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Monthly Archives:

May 2014

1. Jeff Sebo talks about moral status while drawing very fast. And well. Hmmm, maybe he isn’t the one drawing.
2. If privacy is dead, perhaps we should be seeking some obscurity instead? (And here’s an article by the same authors in Wired.)
3. Jesse Prinz, who got his PhD at the University of Chicago, is profiled in the university’s magazine. Relatedly, here is a short video featuring Prinz discussing spirituality.
4. “The goal of philosophy of science is not to answer scientific questions, but to answer questions about science.” Janet Stemwedel (San Jose State) explains philosophy of science over at Scientific American.
5. Adrian Piper’s latest art installation, The Probable Trust Registry, is on display in Manhattan.
6. Recently we asked, “Would you do it over again?” Marcus Arvan takes up the question in a thoughtful post over at Philosopher’s Cocoon.
7. Strategic Misogyny is a new blog that welcomes readers to share their stories of sexism, sexual harassment, and sexual assault in academia.
8. Dinosaur Comics wades into the ideal/non-ideal theory discussion in political philosophy.
9. Go play in a philosophical ball pit. “Socratic dialogue is encouraged.”


David Armstrong (1926-2014)

David Armstrong, a philosopher known for his work in metaphysics and the philosophy of mind, has died. He had retired from the University of Sydney in 1992, and had previously held appointments at Birkbeck and University of Melbourne, and visiting positions at Yale, Stanford, Franklin and Marshall, University of Texas, and Notre Dame.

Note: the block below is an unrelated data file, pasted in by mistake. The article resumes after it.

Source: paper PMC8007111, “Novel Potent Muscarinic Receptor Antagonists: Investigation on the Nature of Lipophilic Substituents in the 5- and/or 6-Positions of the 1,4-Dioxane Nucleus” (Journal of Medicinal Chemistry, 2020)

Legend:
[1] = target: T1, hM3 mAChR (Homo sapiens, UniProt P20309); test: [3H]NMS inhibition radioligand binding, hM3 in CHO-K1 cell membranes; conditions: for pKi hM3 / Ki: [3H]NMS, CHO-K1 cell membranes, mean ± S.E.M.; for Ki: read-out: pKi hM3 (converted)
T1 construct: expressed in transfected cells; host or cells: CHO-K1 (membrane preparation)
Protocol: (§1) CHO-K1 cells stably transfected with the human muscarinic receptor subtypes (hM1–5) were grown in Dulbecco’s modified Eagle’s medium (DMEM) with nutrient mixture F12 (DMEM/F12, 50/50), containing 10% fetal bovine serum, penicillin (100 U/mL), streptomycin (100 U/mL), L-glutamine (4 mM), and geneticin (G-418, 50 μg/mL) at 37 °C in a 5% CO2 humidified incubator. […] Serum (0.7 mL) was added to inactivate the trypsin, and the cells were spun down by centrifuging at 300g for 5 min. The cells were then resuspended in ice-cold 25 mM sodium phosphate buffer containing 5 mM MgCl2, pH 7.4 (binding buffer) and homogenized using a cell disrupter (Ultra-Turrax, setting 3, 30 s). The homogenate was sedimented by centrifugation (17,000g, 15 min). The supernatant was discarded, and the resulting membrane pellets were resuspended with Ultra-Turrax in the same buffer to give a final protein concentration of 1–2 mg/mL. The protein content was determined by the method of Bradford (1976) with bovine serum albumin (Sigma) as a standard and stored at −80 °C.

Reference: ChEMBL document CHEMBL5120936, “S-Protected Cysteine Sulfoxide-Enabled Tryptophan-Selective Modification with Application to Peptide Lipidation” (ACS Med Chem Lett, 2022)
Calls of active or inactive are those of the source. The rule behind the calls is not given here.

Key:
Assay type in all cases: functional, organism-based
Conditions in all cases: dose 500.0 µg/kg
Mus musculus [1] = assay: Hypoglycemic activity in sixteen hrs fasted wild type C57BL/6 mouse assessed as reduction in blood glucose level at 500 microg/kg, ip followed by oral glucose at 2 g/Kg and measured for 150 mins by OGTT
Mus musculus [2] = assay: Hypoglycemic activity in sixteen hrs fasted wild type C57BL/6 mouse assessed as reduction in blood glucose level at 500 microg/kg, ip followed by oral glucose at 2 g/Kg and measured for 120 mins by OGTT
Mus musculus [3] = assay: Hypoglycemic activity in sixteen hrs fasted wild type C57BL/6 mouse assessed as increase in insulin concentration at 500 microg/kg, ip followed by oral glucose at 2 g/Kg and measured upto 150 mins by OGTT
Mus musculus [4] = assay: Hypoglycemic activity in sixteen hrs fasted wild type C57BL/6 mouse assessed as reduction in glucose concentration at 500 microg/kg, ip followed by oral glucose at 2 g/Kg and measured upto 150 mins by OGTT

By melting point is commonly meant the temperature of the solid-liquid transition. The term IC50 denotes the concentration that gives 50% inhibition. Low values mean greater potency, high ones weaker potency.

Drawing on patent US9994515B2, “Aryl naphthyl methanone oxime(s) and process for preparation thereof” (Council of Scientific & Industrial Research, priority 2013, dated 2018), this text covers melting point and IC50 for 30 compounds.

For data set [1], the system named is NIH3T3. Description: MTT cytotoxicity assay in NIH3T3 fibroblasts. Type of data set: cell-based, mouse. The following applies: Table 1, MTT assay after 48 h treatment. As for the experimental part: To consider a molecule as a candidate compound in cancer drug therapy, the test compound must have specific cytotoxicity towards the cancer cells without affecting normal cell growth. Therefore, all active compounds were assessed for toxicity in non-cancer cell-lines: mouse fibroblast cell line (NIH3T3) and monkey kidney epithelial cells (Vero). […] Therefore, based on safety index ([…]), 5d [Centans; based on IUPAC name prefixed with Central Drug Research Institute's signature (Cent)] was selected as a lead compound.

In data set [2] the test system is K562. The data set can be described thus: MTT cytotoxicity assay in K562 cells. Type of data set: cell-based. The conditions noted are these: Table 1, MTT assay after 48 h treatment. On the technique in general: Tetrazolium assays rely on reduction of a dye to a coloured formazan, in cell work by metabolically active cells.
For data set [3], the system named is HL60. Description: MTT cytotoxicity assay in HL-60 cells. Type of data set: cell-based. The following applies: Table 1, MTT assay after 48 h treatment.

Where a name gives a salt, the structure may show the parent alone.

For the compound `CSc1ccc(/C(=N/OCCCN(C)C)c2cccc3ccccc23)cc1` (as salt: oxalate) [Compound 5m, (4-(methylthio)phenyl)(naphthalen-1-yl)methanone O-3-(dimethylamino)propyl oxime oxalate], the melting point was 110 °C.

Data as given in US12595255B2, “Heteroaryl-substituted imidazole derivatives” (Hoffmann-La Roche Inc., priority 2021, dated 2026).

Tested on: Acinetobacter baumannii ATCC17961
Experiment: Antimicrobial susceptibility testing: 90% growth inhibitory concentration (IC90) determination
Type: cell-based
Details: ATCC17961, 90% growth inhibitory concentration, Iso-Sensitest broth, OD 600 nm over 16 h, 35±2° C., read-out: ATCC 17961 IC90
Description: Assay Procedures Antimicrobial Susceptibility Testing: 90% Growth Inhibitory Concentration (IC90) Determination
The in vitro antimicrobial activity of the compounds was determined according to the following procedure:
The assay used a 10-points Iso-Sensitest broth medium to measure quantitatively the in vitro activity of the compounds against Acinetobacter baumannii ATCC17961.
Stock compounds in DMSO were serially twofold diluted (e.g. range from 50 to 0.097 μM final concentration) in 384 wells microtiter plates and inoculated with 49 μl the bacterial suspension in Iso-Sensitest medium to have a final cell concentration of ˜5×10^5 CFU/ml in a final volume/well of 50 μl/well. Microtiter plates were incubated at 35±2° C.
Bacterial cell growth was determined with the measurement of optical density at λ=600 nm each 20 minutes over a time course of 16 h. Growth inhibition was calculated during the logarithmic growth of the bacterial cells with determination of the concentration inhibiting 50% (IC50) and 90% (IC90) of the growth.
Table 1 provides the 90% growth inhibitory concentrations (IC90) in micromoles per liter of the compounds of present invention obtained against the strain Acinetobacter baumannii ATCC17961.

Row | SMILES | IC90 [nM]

UPDATE (5/15/14): In the comme..


1. Elizabeth Anderson discusses the history and varieties of egalitarianism at
2. “On Being Annoyed” by Tom Roberts (Exeter). A friend asks: the next “On Bullshit”?
3. I’m not sure how helpful it is to ask “What if Plato was an employee benefits professional?” though I do like Dilbert on this idea.
4. A “lost” video interview of Foucault on themes from his Madness and Civilization.
5. Jonathan Iwry and Micah Kaats (two of Adrienne Martin’s students at U. Penn) rapping about responsibility and emotions.
6. Patrick Lin (Cal Poly) in Wired on the moral problems with driverless cars (via Alexandra King).
7. Video of the sex lives of philosophers. Not that kind of video, perv. It’s a lecture.
8. 8-Bit Philosophy (previously) on Nietzsche and scientism.
9. Can coffee make you more ethical?
10. Panayiota Vassilopoulou (Liverpool) will be exploring “mutual ways in which philosophical reflection and art can transform us” as the first “philosopher-in-residence” at the Bluecoat arts center.
11. National Geographic asked Henry Louis Gates, Jr. to name “Africa’s Greatest Innovators in Arts and Sciences” and Kwame Anthony Appiah made the list.
12. “How To Stop a Wedding.” It’s not philosophy, but it kind of reads like applied just war theory. Includes helpful illustrations.
13. Which came first, the universe or the math? (Bonus Mother’s Day link)


1. Does the formal modeling of game theory teach us anything new? Here is a list of some counterintuitive findings, suggesting that the answer is Yes.
2. The University of Oregon has a new academic-freedom policy, and it isn’t just for faculty.
3. The New York Times has a short “op-doc” on lawyer Steven Wise’s efforts to get animals recognized as rights-bearers.
4. Philosophers of time: here are some infographics on a few movie and tv time travel plots. Of course there are also these charts for the brain-twisting movie Primer.
5. Some criticisms of “trigger warnings” on syllabi.